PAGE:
NHS doctors and consultants from black, Asian and minority ethnic (BAME) backgrounds are paid almost five per cent less than their white counterparts, an eye-opening new study has revealed.
New research published in the British Medical Journal has shed light on an ‘ethnicity pay gap’ across several pay grades.
The study, which was spearheaded by Professor John Appleby, Chief Economist of the Nuffield Trust, found that on average, BAME consultants are paid 4.9 per cent less than their white colleagues.
Over the course of a year, this equates to 4,644, the study noted.
It found that there was very little in terms of a pay gap across most doctors’ grades, particularly those at the lower end of the scale.
However, among consultants and higher-end doctors, the average basic pay for those from a white background was ‘significantly’ higher than their BAME counterparts.
Specifically, black consultants tend to be paid 3.5 per cent less, while mixed or dual-heritage consultants are earning six per cent less, the research reveals.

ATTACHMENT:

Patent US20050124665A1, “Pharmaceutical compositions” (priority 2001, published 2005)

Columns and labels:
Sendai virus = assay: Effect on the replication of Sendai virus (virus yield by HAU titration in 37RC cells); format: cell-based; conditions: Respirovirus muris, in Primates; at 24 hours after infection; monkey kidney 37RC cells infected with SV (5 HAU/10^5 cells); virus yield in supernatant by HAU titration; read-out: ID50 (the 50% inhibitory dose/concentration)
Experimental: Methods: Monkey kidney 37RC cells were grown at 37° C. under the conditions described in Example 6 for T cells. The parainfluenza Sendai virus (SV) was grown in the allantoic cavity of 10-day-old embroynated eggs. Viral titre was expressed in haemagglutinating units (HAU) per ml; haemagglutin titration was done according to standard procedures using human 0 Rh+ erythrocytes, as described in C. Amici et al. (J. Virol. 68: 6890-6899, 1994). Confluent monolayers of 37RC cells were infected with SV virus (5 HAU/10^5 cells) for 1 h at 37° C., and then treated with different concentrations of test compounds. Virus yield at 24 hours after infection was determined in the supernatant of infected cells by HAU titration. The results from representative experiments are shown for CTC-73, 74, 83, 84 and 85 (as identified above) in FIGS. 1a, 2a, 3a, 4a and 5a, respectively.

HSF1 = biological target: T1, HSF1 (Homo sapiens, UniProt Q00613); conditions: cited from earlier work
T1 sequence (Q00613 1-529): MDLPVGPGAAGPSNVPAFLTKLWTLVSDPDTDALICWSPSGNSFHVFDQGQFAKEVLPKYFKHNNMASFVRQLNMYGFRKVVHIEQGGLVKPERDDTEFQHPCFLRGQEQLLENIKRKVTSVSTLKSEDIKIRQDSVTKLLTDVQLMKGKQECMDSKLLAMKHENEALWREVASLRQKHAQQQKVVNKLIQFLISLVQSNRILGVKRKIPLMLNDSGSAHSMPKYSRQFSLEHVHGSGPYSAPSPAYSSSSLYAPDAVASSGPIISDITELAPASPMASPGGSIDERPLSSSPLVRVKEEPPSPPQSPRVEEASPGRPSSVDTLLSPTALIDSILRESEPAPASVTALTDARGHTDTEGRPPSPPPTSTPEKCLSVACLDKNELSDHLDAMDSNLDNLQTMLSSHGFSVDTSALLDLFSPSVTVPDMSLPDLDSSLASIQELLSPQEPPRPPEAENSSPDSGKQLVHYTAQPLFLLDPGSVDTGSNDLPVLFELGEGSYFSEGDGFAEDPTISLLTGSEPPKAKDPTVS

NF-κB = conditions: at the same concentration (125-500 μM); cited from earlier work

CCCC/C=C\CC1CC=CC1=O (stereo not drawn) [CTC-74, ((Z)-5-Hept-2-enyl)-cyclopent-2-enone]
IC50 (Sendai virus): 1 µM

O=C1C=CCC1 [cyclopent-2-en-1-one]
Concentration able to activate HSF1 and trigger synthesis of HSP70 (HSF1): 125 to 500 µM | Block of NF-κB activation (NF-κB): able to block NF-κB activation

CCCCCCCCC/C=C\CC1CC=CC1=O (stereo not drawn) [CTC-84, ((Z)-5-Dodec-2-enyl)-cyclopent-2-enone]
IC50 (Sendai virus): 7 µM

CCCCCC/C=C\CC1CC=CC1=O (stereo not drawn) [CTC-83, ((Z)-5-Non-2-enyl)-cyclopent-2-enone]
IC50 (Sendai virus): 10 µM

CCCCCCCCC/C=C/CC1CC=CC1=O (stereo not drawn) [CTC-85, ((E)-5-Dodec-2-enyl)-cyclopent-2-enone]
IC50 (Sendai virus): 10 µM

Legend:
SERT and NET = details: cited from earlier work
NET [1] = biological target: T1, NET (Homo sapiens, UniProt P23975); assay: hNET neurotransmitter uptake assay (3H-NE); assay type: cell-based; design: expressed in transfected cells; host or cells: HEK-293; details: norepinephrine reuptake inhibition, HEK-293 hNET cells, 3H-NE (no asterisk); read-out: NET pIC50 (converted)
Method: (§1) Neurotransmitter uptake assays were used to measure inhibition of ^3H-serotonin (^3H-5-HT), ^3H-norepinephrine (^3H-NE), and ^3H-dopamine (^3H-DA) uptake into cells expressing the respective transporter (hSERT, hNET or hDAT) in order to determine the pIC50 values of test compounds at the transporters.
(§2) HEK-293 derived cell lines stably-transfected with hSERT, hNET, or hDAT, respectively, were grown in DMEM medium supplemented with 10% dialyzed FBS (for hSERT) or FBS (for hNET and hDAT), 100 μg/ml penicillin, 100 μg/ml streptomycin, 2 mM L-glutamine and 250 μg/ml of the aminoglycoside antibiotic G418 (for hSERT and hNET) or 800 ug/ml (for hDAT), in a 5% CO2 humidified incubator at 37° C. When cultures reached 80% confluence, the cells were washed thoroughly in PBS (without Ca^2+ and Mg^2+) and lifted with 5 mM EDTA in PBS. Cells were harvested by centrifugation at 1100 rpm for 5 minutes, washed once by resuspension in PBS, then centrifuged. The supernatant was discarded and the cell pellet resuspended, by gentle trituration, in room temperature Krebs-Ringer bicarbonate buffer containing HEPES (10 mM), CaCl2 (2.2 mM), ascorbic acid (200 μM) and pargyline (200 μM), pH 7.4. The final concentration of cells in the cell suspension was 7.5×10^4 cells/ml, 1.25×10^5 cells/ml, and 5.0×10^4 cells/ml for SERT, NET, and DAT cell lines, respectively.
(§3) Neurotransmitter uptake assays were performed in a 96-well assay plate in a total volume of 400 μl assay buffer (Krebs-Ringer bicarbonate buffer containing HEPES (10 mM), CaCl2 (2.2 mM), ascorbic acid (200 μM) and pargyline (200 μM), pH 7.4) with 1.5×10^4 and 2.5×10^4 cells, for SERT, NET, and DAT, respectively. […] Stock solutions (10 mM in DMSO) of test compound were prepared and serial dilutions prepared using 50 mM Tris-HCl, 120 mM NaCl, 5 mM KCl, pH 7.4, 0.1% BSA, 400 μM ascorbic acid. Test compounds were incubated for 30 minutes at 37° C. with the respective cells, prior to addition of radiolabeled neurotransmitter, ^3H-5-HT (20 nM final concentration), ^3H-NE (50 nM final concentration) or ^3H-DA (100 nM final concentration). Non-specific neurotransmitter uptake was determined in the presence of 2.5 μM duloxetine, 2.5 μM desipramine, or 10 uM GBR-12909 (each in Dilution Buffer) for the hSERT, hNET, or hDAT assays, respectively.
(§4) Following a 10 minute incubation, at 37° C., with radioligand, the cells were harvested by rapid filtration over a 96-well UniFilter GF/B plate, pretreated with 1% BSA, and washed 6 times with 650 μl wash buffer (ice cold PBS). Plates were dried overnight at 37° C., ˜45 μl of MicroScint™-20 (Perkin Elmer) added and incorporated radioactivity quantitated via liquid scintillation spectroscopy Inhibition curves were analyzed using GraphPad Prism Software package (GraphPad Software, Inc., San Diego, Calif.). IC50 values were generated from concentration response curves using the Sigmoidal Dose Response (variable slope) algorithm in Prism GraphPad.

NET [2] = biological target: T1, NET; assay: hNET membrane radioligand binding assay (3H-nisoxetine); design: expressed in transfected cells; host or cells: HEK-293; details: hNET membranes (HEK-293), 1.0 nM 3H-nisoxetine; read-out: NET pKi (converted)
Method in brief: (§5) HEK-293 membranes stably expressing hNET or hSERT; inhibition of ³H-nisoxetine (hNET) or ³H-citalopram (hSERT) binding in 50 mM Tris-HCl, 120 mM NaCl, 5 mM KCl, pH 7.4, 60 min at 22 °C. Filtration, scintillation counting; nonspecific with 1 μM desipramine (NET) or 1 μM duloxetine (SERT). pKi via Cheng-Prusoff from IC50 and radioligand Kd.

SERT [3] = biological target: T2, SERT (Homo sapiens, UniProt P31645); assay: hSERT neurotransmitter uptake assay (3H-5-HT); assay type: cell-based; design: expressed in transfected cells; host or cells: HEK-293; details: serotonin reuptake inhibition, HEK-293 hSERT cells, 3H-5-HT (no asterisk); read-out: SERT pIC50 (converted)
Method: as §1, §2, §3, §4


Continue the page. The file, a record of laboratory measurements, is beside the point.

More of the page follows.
The findings come at a difficult time for the NHS, just weeks after the Government opened a review into the gender pay gap between male and female doctors, which is estimated to sit at around 15 per cent.
In his report, Professor Appleby pointed out that the NHS is currently one of the largest employers in the world, with approximately 1.2 million employees, around 20 per cent of whom are from BAME backgrounds.
However, he suggested that without pieces of research such as this one, issues such as the ethnicity pay gap were likely to be missed, due to the fact that only gender pay differences are reported by organisations under existing rules.
Samantha Randall, an employment law expert with Palmers, said: “The latest controversy shows that even some of Britain’s biggest employers can find themselves embroiled in damaging rows about their employment practices.
“The Equality Act 2010 makes it unlawful for an employer to discriminate against employees and workers because of their age, disability, gender reassignment, race, religion or belief, sex, sexual orientation, marriage and civil partnership, pregnancy and maternity. These are known as `protected characteristics´ and there are hefty penalties for employers who ignore these rules.”
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